Cache Optimization Summary Technique MR MP HT Complexity Larger Block Size + – 0 Higher Associativity + – 1 Victim Caches + 2 Pseudo-Associative Caches + 2 HW Prefetching of Instr/Data + 2 Compiler Controlled Prefetching + 3 Compiler Reduce Misses + 0 Priority to Read Misses + 1 Subblock Placement + + 1 Early Restart & Critical Word 1st + 2 Non-Blocking Caches + 3 Second Level Caches + 2 Small & Simple Caches – + 0 Avoiding Address Translation + 2 Pipelining Writes + 1 miss rate hit time miss penalty memory hierarchy art: taste in selecting between alternatives to find combination that fits well together

Goodbye to Memory Hierarchy: 

Goodbye to Memory Hierarchy Will L2 cache keep growing? (e.g, 64 MB L2 cache?) Will multilevel hierarchy get deeper? (e.g, l4 cache?) Will DRAM capacity/chip keep going at 4X / 3 years? (e.g., 16 Gbit chip?) Will processor and DRAM/Disk be unified? For which apps? Out-of-order CPU hides L1 data cache miss (3–5 clocks), but hide L2 miss? (>100 clocks) Memory hierarchy likely overriding issue in algorithm performance: do algorithms and data structures of 1960s work with machines of 2000s?

CS 252 Administrivia: 

CS 252 Administrivia Projects by 5PM Mon. May 11; send email when done Many, many interesting projects Several students and faculty said they enjoyed poster session and mentioned what great jobs you did Former CS252 TA, now a professor, remarked at how much better You have seen the full conference cycle: topic selection, investigation, real deadlines, oral presentation, poster session, written presentation Many capable of being turned into published papers Hope you noticed that feedback was important for both your ideas and your presentation of ideas, and the benefit of presenting preliminary results before the final deadline 252 lectures slides on line: 1062 more slides than pages of textbook!

Chapter 6: Storage I/O: 

Chapter 6: Storage I/O Disk BW 40%/yr, areal density 60%/ yr, $/MB faster? Little’s Law: Lengthsystem = rate x Timesystem (Mean number customers = arrival rate x mean service time) Througput vs. response time Value of faster response time on productivity Benchmarks: scaling, cost, auditing, response time limits RAID: performance and reliability Queueing theory? IEOR 161, 267, 268 SW storage systems? CS 286 “Implementation of Data Base Systems” 1 3 5

Goodbye to Storage I/O: 

Goodbye to Storage I/O Disks growing at 4X/ 3 years more recently: Will I continue get email messages to reduce file storage for the rest of my career? Heading towards a personal terabyte: hierarchical file systems vs. database to organize personal storage? Disks attached directly to networks, avoiding the file server? (“Network Attached Storage Devices”) What going to do when can have video record of entire life on line?

Chapter 7: Networks: 

Chapter 7: Networks Sender Receiver Transmission time (size ÷ bandwidth) Time of Flight Receiver Overhead Transport Latency Total Latency = Sender Overhead + Time of Flight + Message Size ÷ BW + Receiver Overhead Total Latency (processor busy) (processor busy) High BW networks + high overheads violate of Amdahl’s Law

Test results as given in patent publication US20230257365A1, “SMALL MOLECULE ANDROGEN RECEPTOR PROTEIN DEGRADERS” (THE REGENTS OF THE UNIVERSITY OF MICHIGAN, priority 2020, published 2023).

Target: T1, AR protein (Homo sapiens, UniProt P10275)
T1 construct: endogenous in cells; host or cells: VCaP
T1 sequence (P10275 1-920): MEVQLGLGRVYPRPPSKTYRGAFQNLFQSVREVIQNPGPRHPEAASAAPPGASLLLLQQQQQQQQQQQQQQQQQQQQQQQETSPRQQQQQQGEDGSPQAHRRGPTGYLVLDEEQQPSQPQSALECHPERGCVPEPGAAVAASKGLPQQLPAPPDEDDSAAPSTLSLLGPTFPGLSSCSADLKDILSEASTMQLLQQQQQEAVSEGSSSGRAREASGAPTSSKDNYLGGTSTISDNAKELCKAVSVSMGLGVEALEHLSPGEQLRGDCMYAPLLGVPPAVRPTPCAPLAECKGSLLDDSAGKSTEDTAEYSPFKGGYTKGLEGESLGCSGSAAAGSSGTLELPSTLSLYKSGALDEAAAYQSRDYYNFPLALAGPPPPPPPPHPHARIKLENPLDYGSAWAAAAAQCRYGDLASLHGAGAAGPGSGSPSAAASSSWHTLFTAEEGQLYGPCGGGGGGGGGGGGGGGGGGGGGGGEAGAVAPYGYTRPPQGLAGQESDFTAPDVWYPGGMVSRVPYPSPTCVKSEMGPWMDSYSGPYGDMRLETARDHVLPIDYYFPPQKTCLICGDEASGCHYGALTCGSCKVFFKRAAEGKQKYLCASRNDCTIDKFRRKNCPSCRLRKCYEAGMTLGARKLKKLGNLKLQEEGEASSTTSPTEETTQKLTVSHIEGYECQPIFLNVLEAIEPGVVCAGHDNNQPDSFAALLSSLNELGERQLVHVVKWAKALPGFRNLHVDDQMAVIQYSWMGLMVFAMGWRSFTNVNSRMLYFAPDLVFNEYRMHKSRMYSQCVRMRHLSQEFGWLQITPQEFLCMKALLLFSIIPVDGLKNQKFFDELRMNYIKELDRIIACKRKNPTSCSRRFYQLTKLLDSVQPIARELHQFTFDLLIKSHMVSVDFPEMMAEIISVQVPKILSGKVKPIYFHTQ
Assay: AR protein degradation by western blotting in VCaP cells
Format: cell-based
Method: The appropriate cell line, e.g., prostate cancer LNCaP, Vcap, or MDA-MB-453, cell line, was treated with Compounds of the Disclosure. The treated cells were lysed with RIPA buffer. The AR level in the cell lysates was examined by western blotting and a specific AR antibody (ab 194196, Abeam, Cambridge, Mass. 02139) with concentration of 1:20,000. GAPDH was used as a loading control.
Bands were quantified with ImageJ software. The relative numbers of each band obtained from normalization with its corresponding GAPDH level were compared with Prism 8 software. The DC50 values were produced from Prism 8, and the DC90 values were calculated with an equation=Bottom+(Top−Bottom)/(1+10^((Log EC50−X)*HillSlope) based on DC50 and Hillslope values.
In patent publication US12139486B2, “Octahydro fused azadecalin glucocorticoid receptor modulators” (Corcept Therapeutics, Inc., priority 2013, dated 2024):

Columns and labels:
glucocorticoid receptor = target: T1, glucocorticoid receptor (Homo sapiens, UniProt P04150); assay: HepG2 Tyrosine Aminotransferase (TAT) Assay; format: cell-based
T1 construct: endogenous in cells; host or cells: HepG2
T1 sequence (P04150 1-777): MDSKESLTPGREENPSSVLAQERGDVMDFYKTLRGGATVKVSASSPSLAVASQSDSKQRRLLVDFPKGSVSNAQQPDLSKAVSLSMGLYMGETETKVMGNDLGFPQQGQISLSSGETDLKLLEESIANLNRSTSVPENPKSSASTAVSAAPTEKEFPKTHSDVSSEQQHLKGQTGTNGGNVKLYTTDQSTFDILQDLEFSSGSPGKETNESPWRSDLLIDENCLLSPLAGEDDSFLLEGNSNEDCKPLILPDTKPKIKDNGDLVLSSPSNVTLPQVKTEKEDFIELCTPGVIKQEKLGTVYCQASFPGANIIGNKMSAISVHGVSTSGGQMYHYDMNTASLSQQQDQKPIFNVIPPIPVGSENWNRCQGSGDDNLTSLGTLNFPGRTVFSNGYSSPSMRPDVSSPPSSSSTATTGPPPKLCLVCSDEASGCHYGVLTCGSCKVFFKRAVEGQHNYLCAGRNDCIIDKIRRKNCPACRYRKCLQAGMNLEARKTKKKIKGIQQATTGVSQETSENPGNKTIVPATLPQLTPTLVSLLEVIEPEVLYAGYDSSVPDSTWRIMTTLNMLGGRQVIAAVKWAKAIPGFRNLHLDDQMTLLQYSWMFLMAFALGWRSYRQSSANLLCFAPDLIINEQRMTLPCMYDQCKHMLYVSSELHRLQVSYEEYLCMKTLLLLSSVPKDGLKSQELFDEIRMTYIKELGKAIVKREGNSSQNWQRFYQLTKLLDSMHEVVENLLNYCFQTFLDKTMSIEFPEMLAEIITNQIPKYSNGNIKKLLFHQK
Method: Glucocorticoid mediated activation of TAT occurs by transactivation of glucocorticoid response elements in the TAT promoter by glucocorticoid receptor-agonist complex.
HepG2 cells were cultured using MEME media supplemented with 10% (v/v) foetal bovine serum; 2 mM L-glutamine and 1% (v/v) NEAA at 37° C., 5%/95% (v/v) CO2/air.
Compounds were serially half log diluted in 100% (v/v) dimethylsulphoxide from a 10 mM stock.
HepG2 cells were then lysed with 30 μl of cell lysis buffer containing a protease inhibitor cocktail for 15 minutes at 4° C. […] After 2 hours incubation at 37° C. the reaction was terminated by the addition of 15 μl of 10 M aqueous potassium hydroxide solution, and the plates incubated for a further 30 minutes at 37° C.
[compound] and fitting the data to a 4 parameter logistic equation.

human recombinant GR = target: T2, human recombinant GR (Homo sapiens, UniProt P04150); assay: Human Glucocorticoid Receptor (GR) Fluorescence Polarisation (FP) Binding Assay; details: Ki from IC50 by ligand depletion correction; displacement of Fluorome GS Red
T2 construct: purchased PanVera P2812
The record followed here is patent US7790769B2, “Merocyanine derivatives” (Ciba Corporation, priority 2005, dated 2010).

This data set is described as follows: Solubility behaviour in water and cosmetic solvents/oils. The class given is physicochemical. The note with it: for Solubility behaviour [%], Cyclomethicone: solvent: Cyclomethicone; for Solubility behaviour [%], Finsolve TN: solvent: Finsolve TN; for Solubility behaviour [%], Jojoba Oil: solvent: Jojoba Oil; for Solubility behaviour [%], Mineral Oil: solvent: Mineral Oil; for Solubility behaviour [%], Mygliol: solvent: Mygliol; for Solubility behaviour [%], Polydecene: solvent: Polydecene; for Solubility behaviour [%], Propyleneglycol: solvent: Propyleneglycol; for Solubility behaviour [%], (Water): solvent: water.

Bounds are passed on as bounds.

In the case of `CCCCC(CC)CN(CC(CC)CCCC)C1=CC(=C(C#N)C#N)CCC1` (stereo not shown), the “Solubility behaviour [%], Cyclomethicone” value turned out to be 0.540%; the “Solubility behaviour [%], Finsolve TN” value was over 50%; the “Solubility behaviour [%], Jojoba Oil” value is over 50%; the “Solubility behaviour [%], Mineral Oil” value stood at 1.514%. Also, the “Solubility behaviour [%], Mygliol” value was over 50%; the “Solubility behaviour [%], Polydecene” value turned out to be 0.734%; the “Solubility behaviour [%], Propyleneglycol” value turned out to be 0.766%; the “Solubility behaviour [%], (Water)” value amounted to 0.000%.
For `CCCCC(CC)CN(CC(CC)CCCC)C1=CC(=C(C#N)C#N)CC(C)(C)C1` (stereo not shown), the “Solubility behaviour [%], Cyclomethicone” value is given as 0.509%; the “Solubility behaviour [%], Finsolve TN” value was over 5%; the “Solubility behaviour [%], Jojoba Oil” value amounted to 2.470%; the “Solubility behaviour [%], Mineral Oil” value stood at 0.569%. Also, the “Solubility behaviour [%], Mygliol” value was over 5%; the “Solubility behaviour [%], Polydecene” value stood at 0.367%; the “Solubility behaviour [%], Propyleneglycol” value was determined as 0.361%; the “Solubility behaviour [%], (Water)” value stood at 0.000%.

Chapter 7: Networks: 

Chapter 7: Networks Similarities of MPP interconnects, LANs, WANs Integrated circuit revolutionizing networks as well as processors Switch is a specialized computer Protocols allow hetereogeneous networking , handle normal and abnormal events Interested in learning more on networks? EE 122 “Introduction to Computer Networks” (McCanne) CS 268 “Computer Networks” (McCanne)

Goodbye to Networks: 

Goodbye to Networks Will network interfaces follow example of graphics interfaces and become first class citizens in microprocessors, thereby avoiding the I/O bus? Will Ethernet standard keep winning the LAN wars? e.g., 100 Mbit/sec, 1 Gbit/sec, 10 Gbit/sec, ... ? Who will win the WAN wars long term: telephony vs TCP/IP bigots?

Chapter 8: Multiprocessors: 

Shared, uniform memory access vs. Shared non-uniform memory access vs. Message Passing Cache coherency protocols: Snooping vs. directory Interested in learning more on multiprocessors: CS 258 “Parallel Computer Architecture” (Spring 99) E 267 “Programming Parallel Computers” Chapter 8: Multiprocessors

Goodbye to Multiprocessors: 

Goodbye to Multiprocessors Successful today for file servers, time sharing, databases, graphics; will parallel programming become standard for production programs? If so, what enabled it: new programming languauges, new data structures, new hardware, new coures, ...? Which won large scale number crunching, databases: Clusters of independent computers connected via switched LAN vs. large shared NUMA machines? Why?

How to be a Success in Graduate School: 

How to be a Success in Graduate School 1) “Swim or Sink” “Success is determined by me (student) primarily” Faculty will set up the opportunity, but its up to me leverage it 2) “Read/learn on your own” “Related to 1), I think you told me this as you handed me a stack of about 20 papers” 3) “Teach your advisor” “I really liked this concept; go out and learn about something and then teach the professor” Fast moving field, don’t expect prof to be at forefront everywhere

Role Changes during Project: 

Role Changes during Project

Alternatives to a Bad Career: 

Alternatives to a Bad Career Goal is to have impact: Change way people do Computer Science & Engineering Evaluation of academic research uses bad benchmarks => skews academic behavior Many 3 - 5 year projects gives more chances for impact Feedback is key: seek out & value critics Do “Real Stuff”: make sure you are solving some problem that someone cares about Taste is critical in selecting research problems, solutions, experiments, & communicating results; taste is acquired and improved by feedback Students are the coin of the academic realm